Disruptive Change In Higher Education: From the Inside Out

Disruptive Change in Higher EducationOver the last year I’ve had many conversations about the role ed tech incubators and accelerators play in stimulating disruptive change in higher education.  Today I read an article  written by Andy Thomason about colleges creating their own in-house ed tech incubators.  Thomason positions the dialogue between the ed-tech startups and universities as a “two-way conversation.” Startups gain access to the rich intellectual capital cultivated at universities and colleges. Institutions gain perspective on what’s in the works for the future of higher education.  The first question universities and colleges must ask is should the investment be in an incubator or accelerator?

What is the Difference Between an Incubator and an Accelerator?

Often the definition is blurred and the terms are used interchangeably. At a high level, here’s the difference. An incubator fosters a supportive environment to develop ideas, test solutions and examine business model options. Time spent in an incubator is usually less definitive than an accelerator.  There may be other start-ups in an incubator that form a cohort, a supportive community of peers.

Accelerators focus on nurturing startup success as well, however, the approach may include access to bundled professional services (business model development, branding, PR, product design),  seed capital, support for launch and is bound  by a time frame requirement. Often accelerators are defined as early stage investments and more questions are focused on ROI.

 3 Benefits to Universities and Colleges for Establishing In-House Incubators/Accelerators

  • Harnesses the power of one of their greatest core competencies – research- as a means to help craft the path forward
  • Nurtures a culture of innovation and entrepreneurism among students
  • Contributes to or leads the path forward to a long-term viable model for the future of higher education — basically taking an active role in disruptive change in higher education.

Questions to Consider:

  • What are the pros/cons for my institution to support an incubator vs. accelerator?
  • What support needs to be in place to operate an accelerator that is time specific, mentorship-driven with critical resources to drive rapid progress on product solutions?
  • What type of funding model makes sense?
  • What is the governance model for establishing selection and success criteria and providing oversight for the start-up?
  • What does a beta incubator/accelerator look like?  Does it make sense to establish a cohort environment supporting multiple start-ups?
  • What is the criteria for selecting a start-up for an in-house incubator/accelerator?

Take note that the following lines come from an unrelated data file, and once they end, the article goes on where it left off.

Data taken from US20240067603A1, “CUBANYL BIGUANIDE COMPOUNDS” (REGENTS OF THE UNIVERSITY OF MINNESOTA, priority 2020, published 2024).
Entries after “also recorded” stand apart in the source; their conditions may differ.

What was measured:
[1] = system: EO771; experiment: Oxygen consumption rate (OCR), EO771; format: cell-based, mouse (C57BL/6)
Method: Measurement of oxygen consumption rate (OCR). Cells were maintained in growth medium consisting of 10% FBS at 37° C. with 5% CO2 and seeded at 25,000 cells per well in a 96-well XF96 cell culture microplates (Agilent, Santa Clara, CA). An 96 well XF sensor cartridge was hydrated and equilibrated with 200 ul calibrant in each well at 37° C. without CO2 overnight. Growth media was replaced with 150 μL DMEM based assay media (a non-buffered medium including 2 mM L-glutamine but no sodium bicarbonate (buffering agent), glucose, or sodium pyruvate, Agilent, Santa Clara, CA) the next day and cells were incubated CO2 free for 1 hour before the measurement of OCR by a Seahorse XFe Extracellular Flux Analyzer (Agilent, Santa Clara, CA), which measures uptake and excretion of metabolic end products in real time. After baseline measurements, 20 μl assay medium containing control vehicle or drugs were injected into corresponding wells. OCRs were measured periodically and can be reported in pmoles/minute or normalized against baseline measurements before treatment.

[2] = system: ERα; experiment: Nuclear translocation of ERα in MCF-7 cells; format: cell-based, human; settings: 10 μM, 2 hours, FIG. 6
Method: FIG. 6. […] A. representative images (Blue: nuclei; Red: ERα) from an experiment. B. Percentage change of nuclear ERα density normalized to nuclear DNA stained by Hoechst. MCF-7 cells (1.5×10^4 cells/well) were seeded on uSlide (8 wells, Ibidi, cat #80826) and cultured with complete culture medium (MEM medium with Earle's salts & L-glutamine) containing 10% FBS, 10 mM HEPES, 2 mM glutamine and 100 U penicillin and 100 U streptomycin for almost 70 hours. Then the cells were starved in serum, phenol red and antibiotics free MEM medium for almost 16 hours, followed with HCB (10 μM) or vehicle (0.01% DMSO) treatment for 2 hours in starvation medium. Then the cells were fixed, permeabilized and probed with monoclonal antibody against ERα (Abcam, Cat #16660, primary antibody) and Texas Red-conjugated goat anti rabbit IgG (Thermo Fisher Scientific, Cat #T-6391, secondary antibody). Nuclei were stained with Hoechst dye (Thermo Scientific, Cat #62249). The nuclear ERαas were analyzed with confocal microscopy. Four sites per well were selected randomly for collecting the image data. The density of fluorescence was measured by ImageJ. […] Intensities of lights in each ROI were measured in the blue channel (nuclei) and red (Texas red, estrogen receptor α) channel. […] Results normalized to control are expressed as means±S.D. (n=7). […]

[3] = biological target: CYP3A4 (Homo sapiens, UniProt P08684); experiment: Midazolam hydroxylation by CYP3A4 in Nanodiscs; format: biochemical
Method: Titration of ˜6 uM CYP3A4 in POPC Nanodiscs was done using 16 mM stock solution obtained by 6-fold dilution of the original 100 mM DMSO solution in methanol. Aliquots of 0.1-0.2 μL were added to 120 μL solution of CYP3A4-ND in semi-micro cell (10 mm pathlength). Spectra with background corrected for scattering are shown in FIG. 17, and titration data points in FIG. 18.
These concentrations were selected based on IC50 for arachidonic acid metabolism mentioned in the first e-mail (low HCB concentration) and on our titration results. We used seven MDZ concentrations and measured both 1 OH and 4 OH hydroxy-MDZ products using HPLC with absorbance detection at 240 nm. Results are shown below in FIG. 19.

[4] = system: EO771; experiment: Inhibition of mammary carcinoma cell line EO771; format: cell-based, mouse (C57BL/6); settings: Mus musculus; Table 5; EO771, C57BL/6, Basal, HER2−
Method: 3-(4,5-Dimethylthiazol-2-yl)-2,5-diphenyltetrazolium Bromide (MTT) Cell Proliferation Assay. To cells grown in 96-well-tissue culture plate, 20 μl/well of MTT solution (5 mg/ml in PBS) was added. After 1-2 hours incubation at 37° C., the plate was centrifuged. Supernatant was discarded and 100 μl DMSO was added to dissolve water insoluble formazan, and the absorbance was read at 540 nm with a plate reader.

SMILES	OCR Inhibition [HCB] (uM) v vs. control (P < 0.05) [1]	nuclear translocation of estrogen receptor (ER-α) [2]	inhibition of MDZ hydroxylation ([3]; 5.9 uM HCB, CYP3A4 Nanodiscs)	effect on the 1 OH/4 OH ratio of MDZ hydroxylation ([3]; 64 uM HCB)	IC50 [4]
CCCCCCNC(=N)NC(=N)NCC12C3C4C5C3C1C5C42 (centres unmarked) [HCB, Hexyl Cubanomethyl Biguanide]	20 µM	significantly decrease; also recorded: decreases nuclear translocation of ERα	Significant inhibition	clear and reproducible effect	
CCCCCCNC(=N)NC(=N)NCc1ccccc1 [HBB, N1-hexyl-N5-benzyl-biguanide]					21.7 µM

Interested in assessing the possibilities of an in-house incubator/accelerator? Contact me at [email protected].

Higher Education CIOs & Aspiring Tech Leaders: Use Social Media to Build Your Personal Brand

Social Media for Higher Education CIOsThis post is part of an occasional career focused blog series for aspiring Higher Education CIOs or sitting CIOs. Previous posts can be accessed here.

Yesterday I read a great blog post by Dr. James Michael Nolan, President of Southwestern College.  He makes a case for the importance of social media in the business of higher education.   Social media is in large part how students engage in and develop relationships. Prospective students use social media to research and select where they will ultimately attend undergraduate or graduate school. Dr. Nolan states that student recruitment efforts rely heavily on social media as a marketing (and dare I say sales) platform because it’s where students hang out. Social media is how institutions build relationships with prospective students.

For career strategy, I believe that social media is an important tool for building a personal brand. If you are a sitting higher education CIO or an aspiring CIO, it is critical to consider how you are perceived in the broader IT community.  What expertise are you known for amonst your peers?  What attributes do you want your personal brand to represent? Moving up the IT career ladder requires an investment in building relationships across the broader IT community. Social media is the new model for establishing relationships locally and globally with other IT professionals, faculty, staff, student and higher education service providers — from your desk.  Dr. Nolan correctly states, “…relationships no longer begin with a handshake — they begin with a Retweet, a Like, a Share, a Subscribe, a Comment, an interchange in social media.” Whether you are sharing your opinion in LinkedIn Groups with like-minded peers, or tweeting articles that catch your attention- social media provides a ready platform to launch your personal brand as a leader in higher education.

Where to begin?  Start by studying how the early adopters use social media. Review profiles on LinkedIn and join LinkedIn Groups that share your interests.  Examples of groups are “EDUCAUSE” and if you’re interested in discussions on the benefits of technology on learning try the group “Improving Education Using Technology.”

There are many savvy higher education CIOs that have established a presence on social media; in essence building their personal brand. The key is to provide useful information about your area of expertise/interest through the lens of your own unique personality.

 4 Higher Education CIO Twitter Accounts to Follow:

  • Tim Chester,  VP, for Information Technology at University of Georgia